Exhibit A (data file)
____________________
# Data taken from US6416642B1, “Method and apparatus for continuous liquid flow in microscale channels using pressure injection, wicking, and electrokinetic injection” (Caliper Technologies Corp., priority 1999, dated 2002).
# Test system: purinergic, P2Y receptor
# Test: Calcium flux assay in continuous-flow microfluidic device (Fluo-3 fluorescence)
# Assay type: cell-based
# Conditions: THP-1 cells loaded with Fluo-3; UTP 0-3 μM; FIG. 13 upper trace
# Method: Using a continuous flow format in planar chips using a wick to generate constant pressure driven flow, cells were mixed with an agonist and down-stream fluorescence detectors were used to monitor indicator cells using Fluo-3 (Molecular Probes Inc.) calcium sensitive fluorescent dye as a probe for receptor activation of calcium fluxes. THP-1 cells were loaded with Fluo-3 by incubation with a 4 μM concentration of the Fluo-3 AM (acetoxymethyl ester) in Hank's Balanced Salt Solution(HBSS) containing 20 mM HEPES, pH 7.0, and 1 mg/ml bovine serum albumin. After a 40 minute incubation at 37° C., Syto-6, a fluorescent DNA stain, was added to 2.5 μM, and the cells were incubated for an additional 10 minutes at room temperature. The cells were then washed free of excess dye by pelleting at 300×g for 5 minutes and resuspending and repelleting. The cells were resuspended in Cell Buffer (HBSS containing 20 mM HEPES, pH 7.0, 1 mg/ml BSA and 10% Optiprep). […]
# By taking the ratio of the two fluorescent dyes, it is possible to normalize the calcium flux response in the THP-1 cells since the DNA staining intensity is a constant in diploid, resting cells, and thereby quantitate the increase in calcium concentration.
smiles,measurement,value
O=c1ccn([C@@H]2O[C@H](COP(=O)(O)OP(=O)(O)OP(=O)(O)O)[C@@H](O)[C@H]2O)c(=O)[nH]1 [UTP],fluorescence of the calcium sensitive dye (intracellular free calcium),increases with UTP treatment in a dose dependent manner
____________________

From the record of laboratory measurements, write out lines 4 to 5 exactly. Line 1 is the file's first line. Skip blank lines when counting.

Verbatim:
# Assay type: cell-based
# Conditions: THP-1 cells loaded with Fluo-3; UTP 0-3 μM; FIG. 13 upper trace